Cambridge, MA — The Kuwait Foundation for the Advancement of Sciences (KFAS) has given $8.1 million to Harvard Kennedy School (HKS) to support the continuation of the Kuwait Program at HKS’s Middle East Initiative. The gift will be used to develop leaders with the capacity to address the many challenging public policy issues facing the region. It will also fund research issues of vital importance in the region, such as education, energy, and water.
Pictured back row (L-R): Ambassador Nicholas Burns, Sultan of Oman Professor of International Relations at HKS and faculty chair, Middle East Initiative and Kuwait Program; Ambassador Salem Al-Sabah, ambassador of the State of Kuwait; Adel AlSabeeh, board member, KFAS; Mohammad Sabah Al-Salem Al-Sabah, former deputy prime minister and minister of foreign affairs and board member, KFAS; Hassan Al-Ebraheem, advisory committee Member, KFAS; Graham Allison, Douglas Dillon Professor of Government at HKS and director, Belfer Center for Science and International Affairs at HKS; Henry Lee, lecturer in public policy and Jaidah Family Director of the Environment and Natural Resources Program; Khaled Al-Muhailan, director, office of international programs, KFAS. Front row (L-R): Adnan Shihab-Eldin, director general, KFAS; Drew Gilpin Faust, president of Harvard University; David Ellwood, Dean and Scott M. Black Professor of Political Economy at HKS.
The gift extends a relationship between HKS and KFAS that began in 2000, when KFAS made a grant to support visiting specialists on the Gulf region, faculty research on Kuwait and the Gulf, customized executive education programs, and executive education fellowships. Since then, this program has provided support for 32 research grants; hosted visiting scholars on campus; conducted 13 customized executive education programs graduating 332 alumni; and granted 83 executive education fellowships, allowing participants from Kuwait to train not only at HKS but also at Harvard Business School, Harvard School of Public Health, and Harvard Graduate School of Education.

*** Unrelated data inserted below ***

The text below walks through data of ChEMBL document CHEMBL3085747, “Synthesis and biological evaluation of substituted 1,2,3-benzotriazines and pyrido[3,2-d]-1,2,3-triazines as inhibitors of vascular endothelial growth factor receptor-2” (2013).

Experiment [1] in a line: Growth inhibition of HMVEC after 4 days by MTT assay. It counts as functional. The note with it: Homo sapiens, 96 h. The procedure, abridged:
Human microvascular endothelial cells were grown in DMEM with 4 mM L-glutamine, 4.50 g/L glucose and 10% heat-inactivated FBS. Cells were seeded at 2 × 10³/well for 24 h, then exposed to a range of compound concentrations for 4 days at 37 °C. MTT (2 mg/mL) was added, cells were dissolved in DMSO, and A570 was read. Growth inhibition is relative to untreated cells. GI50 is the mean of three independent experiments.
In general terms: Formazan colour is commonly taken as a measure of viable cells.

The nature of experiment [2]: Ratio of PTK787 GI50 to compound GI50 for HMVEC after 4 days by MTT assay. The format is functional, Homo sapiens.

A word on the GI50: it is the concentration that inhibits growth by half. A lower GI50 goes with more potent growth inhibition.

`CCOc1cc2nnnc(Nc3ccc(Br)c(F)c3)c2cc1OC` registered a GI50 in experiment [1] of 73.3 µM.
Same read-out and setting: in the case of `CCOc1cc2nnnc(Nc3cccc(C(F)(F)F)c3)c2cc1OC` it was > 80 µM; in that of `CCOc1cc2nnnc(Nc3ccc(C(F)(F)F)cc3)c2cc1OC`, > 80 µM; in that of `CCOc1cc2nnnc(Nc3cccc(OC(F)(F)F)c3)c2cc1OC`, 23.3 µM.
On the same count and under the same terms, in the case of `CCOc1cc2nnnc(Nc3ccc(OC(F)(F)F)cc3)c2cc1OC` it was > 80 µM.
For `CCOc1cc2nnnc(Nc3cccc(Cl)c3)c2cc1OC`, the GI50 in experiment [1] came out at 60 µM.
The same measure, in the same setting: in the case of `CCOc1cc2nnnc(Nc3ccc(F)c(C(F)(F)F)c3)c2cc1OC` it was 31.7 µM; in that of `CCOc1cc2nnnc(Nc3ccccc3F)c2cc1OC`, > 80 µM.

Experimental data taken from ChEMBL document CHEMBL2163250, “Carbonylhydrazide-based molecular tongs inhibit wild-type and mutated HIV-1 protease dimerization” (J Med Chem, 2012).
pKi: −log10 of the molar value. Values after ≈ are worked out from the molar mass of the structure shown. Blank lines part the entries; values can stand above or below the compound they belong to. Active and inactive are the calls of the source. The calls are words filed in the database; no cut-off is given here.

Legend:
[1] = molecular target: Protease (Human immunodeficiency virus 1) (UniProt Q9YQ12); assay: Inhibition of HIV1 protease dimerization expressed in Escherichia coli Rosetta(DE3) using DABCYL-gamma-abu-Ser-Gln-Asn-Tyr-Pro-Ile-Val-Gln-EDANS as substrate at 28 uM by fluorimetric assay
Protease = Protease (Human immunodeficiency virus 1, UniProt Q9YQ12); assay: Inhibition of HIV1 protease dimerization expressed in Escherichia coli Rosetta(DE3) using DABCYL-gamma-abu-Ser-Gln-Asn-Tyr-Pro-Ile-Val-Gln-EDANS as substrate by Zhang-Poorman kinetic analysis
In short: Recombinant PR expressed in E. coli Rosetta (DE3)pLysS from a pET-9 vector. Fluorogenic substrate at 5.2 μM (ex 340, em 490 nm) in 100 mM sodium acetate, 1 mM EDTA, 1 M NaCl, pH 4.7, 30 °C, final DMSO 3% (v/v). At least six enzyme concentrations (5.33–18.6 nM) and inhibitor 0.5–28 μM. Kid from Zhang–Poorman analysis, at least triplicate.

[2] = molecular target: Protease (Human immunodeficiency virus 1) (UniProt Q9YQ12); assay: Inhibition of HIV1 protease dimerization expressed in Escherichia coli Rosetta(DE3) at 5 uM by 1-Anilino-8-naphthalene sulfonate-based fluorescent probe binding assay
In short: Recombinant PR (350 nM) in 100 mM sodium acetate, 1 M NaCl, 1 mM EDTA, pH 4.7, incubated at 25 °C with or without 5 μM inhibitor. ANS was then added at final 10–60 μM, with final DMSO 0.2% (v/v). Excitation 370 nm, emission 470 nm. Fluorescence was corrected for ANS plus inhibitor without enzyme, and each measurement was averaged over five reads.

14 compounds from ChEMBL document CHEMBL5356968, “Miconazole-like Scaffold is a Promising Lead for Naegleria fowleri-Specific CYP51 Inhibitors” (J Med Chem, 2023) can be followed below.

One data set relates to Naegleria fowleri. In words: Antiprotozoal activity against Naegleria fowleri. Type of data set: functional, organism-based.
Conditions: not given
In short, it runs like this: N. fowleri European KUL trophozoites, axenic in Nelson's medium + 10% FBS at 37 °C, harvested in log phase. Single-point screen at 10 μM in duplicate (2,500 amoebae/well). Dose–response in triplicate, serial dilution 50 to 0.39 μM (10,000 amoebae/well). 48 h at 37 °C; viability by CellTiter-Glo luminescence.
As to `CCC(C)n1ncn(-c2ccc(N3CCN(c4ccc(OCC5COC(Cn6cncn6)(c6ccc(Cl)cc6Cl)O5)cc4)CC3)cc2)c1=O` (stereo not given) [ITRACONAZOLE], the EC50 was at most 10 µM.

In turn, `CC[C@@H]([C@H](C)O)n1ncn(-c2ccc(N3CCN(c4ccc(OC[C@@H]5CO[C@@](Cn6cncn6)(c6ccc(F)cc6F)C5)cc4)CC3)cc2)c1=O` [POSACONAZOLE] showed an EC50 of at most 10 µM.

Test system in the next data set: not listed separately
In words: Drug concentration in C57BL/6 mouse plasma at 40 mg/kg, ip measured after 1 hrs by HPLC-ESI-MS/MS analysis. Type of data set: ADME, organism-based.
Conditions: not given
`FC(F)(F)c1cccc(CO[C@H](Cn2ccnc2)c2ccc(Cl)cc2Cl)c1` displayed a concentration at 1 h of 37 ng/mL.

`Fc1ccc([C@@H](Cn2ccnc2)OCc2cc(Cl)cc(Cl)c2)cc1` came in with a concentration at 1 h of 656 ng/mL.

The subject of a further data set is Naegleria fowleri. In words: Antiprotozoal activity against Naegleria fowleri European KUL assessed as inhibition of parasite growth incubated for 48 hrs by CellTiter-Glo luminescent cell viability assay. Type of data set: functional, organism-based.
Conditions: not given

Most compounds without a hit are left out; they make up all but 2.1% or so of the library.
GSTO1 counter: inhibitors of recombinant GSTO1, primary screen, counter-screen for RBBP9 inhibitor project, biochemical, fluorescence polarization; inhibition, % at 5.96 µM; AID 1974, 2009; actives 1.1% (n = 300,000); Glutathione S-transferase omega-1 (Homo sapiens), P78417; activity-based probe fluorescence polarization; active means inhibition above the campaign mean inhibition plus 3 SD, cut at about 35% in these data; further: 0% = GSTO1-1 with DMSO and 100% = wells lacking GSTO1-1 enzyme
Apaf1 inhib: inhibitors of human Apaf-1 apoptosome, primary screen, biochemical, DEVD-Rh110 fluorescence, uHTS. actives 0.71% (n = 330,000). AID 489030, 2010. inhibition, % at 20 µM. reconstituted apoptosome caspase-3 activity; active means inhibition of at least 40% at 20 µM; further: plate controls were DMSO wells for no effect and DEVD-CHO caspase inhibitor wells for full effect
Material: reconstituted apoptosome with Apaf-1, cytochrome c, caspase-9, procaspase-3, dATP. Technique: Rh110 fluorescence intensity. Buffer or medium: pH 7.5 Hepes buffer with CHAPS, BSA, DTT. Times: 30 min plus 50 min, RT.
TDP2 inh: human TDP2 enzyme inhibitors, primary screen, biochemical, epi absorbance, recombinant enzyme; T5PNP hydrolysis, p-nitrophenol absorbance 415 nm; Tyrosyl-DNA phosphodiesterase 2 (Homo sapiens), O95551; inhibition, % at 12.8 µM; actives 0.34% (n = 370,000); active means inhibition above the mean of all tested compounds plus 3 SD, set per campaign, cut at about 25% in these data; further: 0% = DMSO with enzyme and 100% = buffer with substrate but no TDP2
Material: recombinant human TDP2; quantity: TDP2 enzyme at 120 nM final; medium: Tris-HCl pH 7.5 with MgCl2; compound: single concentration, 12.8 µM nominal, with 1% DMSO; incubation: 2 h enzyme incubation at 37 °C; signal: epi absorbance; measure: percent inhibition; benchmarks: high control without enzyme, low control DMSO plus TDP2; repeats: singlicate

The current grant will support, over a period of five years, a number of initiatives, including a visiting scholars program; fellowships for students from the region interested in master’s degrees in public policy or public administration; faculty research; and executive education fellowships in existing programs and customized executive education programs. It will help the Middle East Initiative, part of the Kennedy School’s Belfer Center for Science and International Affairs, to further expand its support for research and leadership development in the region.
“Through the Kuwait Program, the Kennedy School will deepen its engagement with the Gulf region and help educate leaders who will make a lasting impact in the area and throughout the world,” says David T. Ellwood
, dean and Scott M. Black Professor of Political Economy at HKS. “We are grateful for the gift to support the program and the many vital projects it advances.”
“This important program will continue an ongoing relationship between the Kuwait Foundation and Harvard Kennedy School,” says Adnan Shihab-Eldin, director general of KFAS. “The program we are about to launch will build on previous success, expanding the scope to include a new visiting scholars program and fellowships for outstanding emerging leaders.”
, Sultan of Oman Professor of the Practice of International Relations at HKS, says, “We are grateful for the Kuwait Foundation’s confidence in our expanding Middle East program. This generous gift will broaden our capacity to engage in research, executive education and teaching on the Middle East and to bring leaders from the throughout region to our school. We hope it will also promote a much more intensive exchange among our students and the young people of the Middle East at a time of reform and hope in the region.”
Harvard Kennedy School maintains an abiding commitment to advancing the public interest by training skilled, enlightened leaders and solving public problems through world-class scholarship and active engagement with practitioners and decision makers. The school offers the depth, reflection, insight, and excellence of ideas and teaching that can shape future leaders, affect public policies, and make an impact on people and their daily lives.